Variability in learning and decision-making:

failure or feature?

Workshop description

Humans do not react to their volatile environments in a reflexive manner, but rather choose which action to perform in response to a given, often multidimensional context. Despite the importance of understanding how we make judgments and decisions, it remains unclear what are the fundamental principles that explain a large variety of apparently irrational phenomena such as systematic biases – that are often surprisingly preserved across species. This observation stands in addition to the puzzle behind what actually causes behavioral variability over short and long time scales, which is usually ascribed to distinct sources of noise corrupting otherwise ideal behavior. A recent line of research proposes to address these two puzzles using a single 'resource-efficient coding' framework. Should the neural sources of noise that guide seemingly 'suboptimal' behavior be seen as unavoidable failures of limited biological systems? Or can biological agents take advantage of these noise sources as useful features to 'optimize' their behavior?

One of the reasons for these puzzles might be the lack of consensus across disciplines (neuroscience, psychology and economics) on how decisions emerge and what actually constitutes an 'optimal' or 'rational' decision in light of variability observed both within and across individuals. This ambiguity is caused, perhaps, by the fact that each field of research has attempted to solve distinct behavioral phenomena in isolation. Fortunately, this has been changing in the last years, as neuroscientists, psychologists and economists are starting to work together, based on the realization that several behavioral phenomena may have a common foundation spanning across disciplines. The objective of this workshop is to bring people from these different fields of research together, and create a constructive debate and eventual consensus on how current findings and future research from different disciplines might be brought together. The long-term goal of such multidisciplinary effort is to move toward a general computational framework for understanding the sources of decision variability and biases in humans and other animals.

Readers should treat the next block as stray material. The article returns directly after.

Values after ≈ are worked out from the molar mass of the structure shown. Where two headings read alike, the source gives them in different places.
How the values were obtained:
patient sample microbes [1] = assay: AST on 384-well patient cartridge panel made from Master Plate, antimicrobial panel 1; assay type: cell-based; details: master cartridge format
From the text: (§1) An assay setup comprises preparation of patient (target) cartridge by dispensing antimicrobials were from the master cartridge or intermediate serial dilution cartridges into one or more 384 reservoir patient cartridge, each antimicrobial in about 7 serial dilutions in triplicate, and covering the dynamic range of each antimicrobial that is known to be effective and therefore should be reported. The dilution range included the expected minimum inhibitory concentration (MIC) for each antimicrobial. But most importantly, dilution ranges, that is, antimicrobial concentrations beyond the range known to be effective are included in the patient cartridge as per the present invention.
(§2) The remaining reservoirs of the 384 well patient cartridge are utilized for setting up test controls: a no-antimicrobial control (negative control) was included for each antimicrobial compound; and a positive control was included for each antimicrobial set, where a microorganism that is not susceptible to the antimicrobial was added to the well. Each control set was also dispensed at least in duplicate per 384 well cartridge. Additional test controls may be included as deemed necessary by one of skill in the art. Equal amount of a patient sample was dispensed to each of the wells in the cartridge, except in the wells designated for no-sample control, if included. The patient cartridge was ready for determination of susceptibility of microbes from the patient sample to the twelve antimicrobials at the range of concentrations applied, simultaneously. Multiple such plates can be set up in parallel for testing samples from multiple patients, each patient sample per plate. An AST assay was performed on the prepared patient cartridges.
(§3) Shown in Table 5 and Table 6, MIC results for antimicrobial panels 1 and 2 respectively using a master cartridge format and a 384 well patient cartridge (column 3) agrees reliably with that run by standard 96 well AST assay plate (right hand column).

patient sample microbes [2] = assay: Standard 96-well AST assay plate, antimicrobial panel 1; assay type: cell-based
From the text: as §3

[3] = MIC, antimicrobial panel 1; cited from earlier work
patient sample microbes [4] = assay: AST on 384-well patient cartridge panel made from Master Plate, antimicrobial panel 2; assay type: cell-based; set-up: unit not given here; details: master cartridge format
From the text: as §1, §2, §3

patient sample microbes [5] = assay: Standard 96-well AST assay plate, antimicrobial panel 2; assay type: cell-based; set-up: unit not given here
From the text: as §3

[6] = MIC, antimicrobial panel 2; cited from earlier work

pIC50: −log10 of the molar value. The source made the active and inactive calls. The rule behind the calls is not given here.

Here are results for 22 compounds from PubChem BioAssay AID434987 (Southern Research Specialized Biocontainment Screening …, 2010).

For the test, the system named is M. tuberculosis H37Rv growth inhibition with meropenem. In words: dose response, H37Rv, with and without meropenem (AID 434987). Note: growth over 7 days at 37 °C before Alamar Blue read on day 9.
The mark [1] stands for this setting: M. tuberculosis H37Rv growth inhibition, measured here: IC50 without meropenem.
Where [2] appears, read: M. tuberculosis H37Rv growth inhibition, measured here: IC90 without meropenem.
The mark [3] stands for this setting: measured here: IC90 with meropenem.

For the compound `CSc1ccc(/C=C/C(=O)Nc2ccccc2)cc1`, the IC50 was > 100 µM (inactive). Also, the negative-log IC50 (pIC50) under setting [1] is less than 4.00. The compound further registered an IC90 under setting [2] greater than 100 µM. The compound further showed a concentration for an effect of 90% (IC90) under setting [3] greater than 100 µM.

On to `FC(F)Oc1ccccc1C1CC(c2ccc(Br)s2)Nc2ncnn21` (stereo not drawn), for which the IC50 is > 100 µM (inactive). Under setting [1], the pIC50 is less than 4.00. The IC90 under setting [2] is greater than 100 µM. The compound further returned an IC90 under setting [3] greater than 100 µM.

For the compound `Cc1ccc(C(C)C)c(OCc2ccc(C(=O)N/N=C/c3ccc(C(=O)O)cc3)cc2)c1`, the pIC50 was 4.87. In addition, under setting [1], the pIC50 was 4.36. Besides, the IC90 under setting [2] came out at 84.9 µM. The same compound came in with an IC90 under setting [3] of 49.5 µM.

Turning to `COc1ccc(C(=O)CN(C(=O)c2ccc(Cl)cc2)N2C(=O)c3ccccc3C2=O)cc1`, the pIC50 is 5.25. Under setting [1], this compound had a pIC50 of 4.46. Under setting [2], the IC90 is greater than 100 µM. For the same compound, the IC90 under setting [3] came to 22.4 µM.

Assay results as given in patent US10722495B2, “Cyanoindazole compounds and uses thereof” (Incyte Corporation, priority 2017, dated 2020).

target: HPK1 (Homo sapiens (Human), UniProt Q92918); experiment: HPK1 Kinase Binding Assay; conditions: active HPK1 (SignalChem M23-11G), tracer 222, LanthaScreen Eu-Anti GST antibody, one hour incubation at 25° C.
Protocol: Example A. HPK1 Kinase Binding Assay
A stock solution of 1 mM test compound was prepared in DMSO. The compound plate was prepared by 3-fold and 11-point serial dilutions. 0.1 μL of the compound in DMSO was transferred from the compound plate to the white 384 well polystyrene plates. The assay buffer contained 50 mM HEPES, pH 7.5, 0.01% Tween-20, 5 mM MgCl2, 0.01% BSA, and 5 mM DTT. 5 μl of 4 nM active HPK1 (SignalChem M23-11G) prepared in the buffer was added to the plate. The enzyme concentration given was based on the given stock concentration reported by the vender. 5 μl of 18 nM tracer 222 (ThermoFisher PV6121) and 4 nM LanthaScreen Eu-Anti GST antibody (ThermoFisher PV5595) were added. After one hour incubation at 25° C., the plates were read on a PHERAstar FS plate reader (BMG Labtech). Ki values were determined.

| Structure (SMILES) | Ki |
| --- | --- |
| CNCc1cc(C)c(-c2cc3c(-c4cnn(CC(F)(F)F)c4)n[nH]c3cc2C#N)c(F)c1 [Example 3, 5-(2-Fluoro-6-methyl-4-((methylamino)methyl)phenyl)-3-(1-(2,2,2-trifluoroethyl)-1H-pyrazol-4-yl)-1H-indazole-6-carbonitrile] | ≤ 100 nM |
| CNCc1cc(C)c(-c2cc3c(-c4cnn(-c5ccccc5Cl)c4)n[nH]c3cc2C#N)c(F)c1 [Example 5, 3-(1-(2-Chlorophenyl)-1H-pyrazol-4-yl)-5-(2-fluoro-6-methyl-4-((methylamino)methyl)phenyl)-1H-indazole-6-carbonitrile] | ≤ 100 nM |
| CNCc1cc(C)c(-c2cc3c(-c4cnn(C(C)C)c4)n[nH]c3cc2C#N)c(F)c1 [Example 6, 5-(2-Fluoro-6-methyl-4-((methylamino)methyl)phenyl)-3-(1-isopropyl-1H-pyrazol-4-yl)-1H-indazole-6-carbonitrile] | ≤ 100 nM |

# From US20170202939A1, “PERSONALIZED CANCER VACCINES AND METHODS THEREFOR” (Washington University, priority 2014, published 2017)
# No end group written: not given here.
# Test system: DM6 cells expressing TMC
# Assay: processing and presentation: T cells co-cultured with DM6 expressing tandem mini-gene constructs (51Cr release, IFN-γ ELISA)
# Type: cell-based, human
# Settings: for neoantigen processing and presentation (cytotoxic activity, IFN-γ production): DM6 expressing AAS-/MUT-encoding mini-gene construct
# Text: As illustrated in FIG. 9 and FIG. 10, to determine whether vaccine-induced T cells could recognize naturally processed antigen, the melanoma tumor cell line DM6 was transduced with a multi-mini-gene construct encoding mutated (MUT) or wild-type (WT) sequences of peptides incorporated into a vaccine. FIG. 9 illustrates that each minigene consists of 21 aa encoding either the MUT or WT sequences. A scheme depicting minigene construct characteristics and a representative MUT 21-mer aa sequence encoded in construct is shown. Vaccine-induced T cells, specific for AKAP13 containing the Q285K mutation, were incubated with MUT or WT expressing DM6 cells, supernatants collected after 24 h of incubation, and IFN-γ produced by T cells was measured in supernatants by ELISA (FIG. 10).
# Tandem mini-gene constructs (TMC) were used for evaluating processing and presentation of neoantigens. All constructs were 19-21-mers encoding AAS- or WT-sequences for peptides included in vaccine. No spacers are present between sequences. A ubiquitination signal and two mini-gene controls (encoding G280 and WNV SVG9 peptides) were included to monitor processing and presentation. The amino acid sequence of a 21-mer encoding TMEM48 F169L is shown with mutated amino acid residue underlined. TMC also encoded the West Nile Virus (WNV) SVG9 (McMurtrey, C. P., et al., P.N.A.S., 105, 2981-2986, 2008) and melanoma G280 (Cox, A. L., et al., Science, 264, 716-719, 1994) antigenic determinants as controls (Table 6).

Date, time & location

The workshop will take place at the 4th Multidisciplinary Conference on Reinforcement Learning and Decision-Making (RLDM 2019) at McGill University in Montréal, QC, Canada, on July 10, 2019, from 1.00pm till 5.00pm.

The workshop will be chaired by Rafael Polania (ETH Zürich, Switzerland) and Valentin Wyart (Ecole Normale Supérieure, Paris, France). For more information, please contact us by email ( or or Twitter (@RafaPolania or @valentinwyart).